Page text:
Was Socrates the first coach?
The ancient Greek philosophers and coaching
Excellence (aristia) –Prudence (phronesis) – Morals (ethos)
This original article (a shorter one) written by Barbara Asimakopoulou was first published in International Coaching Federation’s blog
The ancient Greek philosophers, motivated by their love of knowledge (the actual word “philosopher” derives from the Greek words “filos” and “Sophia” which mean “friend” and “wisdom” respectively) have been preoccupied with the investigation of the reasons for human existence and the way men should live, so as to be consistent with their reason for being.
Their views widely appealed to the western world and formed the foundation for western philosophy and psychology, influencing the philosophers who followed, from the oldest to the most contemporary ones and inspiring passionate support but not without also being questioned.
Today, most of their views seem to have lost nothing of their lustre and stand out like shining beacons, especially now that the western world is desperately seeking answers in order to relight its fires!!!
In the text below, I refer to Aristotle and Socrates, the principles and practices they bequeathed us, so as to prove that these have a lot in common with the principles and practices of coaching. In addition, I will attempt to prove that Socrates is the first ever coach!!!
Aristotle, a student of Socrates and Plato, the most important philosopher according to some and teacher of Great Alexander, clearly stated why and how men should live.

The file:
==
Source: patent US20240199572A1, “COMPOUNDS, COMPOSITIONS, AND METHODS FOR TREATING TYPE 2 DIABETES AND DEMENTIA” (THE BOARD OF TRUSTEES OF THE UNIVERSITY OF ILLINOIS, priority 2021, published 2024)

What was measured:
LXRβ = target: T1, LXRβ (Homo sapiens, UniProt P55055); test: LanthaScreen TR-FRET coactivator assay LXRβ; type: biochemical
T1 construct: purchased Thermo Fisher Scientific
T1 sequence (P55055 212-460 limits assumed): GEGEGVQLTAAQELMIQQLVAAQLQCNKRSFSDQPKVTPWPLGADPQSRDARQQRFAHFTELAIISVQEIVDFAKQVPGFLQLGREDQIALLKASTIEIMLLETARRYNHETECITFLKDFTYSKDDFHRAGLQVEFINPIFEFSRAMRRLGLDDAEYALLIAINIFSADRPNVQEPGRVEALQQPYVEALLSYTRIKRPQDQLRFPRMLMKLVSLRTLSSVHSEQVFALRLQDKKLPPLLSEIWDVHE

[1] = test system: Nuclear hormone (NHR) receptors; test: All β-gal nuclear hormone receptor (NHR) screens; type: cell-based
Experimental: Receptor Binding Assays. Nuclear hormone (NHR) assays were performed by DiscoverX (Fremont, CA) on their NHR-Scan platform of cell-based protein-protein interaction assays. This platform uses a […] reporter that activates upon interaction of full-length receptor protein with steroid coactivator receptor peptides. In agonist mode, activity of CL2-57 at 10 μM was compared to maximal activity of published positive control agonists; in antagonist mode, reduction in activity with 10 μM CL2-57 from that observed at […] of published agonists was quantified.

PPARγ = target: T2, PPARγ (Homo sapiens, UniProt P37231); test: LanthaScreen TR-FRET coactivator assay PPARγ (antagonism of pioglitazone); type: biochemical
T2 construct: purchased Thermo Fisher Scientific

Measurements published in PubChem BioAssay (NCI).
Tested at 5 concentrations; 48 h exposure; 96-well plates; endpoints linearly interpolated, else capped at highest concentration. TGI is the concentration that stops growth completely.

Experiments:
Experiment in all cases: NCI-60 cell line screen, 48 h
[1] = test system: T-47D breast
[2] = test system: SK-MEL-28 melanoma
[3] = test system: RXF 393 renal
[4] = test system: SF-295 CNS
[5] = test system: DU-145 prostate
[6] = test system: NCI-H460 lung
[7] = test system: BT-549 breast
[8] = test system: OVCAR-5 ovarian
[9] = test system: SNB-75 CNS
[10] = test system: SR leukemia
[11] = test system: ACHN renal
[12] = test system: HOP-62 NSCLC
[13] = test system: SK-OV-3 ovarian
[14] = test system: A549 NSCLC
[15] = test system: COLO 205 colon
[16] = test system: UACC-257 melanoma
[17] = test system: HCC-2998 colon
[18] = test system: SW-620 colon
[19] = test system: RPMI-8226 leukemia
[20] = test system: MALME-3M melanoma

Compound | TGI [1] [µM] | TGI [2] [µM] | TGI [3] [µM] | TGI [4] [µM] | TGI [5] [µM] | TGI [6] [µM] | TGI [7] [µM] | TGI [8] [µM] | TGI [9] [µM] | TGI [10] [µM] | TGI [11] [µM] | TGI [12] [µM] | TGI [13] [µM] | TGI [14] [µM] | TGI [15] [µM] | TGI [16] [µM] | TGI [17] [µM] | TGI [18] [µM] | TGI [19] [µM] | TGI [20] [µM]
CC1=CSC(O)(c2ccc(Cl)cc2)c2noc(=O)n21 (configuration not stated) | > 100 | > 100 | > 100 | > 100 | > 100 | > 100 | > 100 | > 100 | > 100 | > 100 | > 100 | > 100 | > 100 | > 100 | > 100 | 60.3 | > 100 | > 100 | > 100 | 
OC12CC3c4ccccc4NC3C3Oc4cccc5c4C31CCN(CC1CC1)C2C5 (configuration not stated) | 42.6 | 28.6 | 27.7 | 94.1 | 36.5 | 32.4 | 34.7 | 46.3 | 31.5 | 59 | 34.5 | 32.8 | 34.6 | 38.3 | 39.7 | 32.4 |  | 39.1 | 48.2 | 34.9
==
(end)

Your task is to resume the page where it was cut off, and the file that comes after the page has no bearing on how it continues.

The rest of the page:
According to Aristotle we should pursue happiness, well-being or in other words eudaimonia. And a happy life is a life full of virtue!
- A coach urges us to lead a happy life.
According to Aristotle, true happiness is permanent and timeless; it is achieved when people develop and leverage all their capabilities.
- The discovery, development and leveraging of our skills is primarily the aim of an authentic life through coaching.
Our lives’ target is, according to Aristotle, the pursuit of well-being through practicing and developing virtues; Virtues, are our values and models of behaviour which guide us as towards the way we should lead our lives. Excellence (aristia) is related to the virtuous man, who discovers and explores his/her capabilities (his/her self truth) and practices moderation; the principle of the golden median; the doctrine of the median, that is the avoidance of all excess, exaggeration and shortage. Such virtues were valour, bravery, mildness, consistency, generosity and fairness for Aristotle.
Excellence (aristia) is also common in the business world. Excellence for Aristotle does not necessarily imply perfection, as is the widely spread notion dominating our modern society. Excellence for Aristotle has to do with more action and not persistence in perfection.
- A coach focuses on obtaining the appropriate personality, which is compatible with the genuine aims leading to a happy life.
According to Aristotle, phronesis (prudence) is a virtue of the man seeking essential knowledge and its implementation, i.e. action.
- Your coach urges you to change your life, to live with integrity and for this to happen, you have to start practicing it.
Socrates is the first Greek philosopher who investigated human nature and soul.
- The science of coaching puts man and his behaviour at its centre.